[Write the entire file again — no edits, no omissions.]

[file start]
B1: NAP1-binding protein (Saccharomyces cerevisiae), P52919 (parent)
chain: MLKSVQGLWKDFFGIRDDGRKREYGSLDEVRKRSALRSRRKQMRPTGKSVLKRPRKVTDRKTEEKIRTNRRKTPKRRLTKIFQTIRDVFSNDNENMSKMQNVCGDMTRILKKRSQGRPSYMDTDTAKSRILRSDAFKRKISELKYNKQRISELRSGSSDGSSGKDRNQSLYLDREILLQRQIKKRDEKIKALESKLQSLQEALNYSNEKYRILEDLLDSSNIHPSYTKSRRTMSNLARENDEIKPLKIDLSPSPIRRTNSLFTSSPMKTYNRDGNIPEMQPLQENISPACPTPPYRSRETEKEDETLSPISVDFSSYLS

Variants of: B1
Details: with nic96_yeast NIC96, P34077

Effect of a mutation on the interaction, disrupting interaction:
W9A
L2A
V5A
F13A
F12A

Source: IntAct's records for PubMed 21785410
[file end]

B1: NAP1-binding protein (Saccharomyces cerevisiae), P52919 (parent)
chain: MLKSVQGLWKDFFGIRDDGRKREYGSLDEVRKRSALRSRRKQMRPTGKSVLKRPRKVTDRKTEEKIRTNRRKTPKRRLTKIFQTIRDVFSNDNENMSKMQNVCGDMTRILKKRSQGRPSYMDTDTAKSRILRSDAFKRKISELKYNKQRISELRSGSSDGSSGKDRNQSLYLDREILLQRQIKKRDEKIKALESKLQSLQEALNYSNEKYRILEDLLDSSNIHPSYTKSRRTMSNLARENDEIKPLKIDLSPSPIRRTNSLFTSSPMKTYNRDGNIPEMQPLQENISPACPTPPYRSRETEKEDETLSPISVDFSSYLS

Variants of: B1
Details: with nic96_yeast NIC96, P34077

Effect of a mutation on the interaction, disrupting interaction:
W9A
L2A
V5A
F13A
F12A

Source: IntAct's records for PubMed 21785410